whswhs (whswhs) wrote,

seen in the wild

Yesterday I had an errand to run that involved taking the bus. About halfway to my destination a woman got on and apparently sat down without paying; at any rate the driver spoke to her and she said, "Just a minute," and fished in her purse and then went up to the front. She sat down again, and the driver asked her for another quarter.

That's when it got weird: She claimed not to have a quarter, and then she told the driver he should stop watching pornography and called him a misogynist. And she went back and sat down.

So the driver didn't drive on; as is standard practice, he stayed at the stop until the situation was cleared up. And another passenger, also a woman, turned to the first woman and complained about her holding the bus up; if she didn't have a quarter, the second woman said, she should ask people if they had a quarter. The first woman said something about the bus being federally funded, and the second one said that she still had to pay to ride. And eventually the first woman went up, took out a quarter, and paid the rest of the fare. So apparently that whole drama wasn't about her actually not having the fare at all. And I'm really not sure what it was about.

But the exchange didn't stop there: The second woman had been annoyed about having the bus held up for this drama, and the first woman "apologized" to her—but the actual wording was "I'm sorry you're so full of rage," which is quite clearly not an actual apology: It's reframing the situation from "I did something that inconvenienced and offended you" to "You are a person who is inherently angry and your anger is not about me in any way," with a touch of "And I'm better than you because I'm not being angry back at you." Now, I've seen that sort of nonapology quoted in political disputes, and I've seen it once in a roleplaying game I was running ("I'm sorry you weren't strong enough to deal with my pointing an electrolaser at you" was a classic line); but I don't recall running into it out in the natural social environment before.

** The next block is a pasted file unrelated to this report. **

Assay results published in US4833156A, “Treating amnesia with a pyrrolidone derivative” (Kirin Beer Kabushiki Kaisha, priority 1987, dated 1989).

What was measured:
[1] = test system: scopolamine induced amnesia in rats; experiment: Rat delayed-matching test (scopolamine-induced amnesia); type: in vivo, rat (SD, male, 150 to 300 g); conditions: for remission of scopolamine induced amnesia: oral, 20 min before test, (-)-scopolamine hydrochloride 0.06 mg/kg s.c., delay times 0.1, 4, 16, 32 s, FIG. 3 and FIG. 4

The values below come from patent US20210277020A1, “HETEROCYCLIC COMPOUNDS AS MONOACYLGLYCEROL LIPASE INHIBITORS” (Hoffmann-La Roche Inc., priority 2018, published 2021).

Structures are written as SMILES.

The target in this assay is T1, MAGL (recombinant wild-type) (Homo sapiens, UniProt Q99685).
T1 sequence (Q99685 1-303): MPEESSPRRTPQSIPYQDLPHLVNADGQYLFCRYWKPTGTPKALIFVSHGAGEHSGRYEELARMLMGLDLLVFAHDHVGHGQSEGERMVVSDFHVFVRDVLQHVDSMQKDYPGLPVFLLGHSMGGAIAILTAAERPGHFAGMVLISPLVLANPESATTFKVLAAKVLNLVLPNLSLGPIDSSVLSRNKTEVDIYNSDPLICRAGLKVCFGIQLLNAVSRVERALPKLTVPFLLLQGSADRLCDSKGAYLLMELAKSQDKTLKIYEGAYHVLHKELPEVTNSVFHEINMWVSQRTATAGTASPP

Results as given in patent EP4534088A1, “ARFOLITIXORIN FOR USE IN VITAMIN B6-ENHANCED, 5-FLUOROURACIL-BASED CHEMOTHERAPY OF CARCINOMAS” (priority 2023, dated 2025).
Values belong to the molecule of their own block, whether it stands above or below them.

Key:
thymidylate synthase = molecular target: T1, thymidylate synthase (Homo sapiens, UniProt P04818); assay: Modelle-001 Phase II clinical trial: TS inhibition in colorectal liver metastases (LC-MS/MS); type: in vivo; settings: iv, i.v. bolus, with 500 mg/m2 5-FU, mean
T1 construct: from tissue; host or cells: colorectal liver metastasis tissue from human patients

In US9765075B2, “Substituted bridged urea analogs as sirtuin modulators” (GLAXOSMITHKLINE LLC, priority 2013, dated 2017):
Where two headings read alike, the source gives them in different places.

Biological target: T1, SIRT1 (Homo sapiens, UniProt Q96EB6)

The accusation of misogyny was strange too: All the driver had done was ask her to pay the full fare, which any driver, male or female, would have to do with any passenger, male or female. So this was a really striking case of a situation being framed as abuser and victim in a purely manipulative way that bore no relation to the facts. And it wasn't without effect: I thought of saying something myself at the outset—I wanted to get to my destination and take care of my own errands!—but I figured that anything I said would also be dismissed as "misogynistic" and not do any good. And I'm not sure whether to think of my own silence as prudence or timidity.
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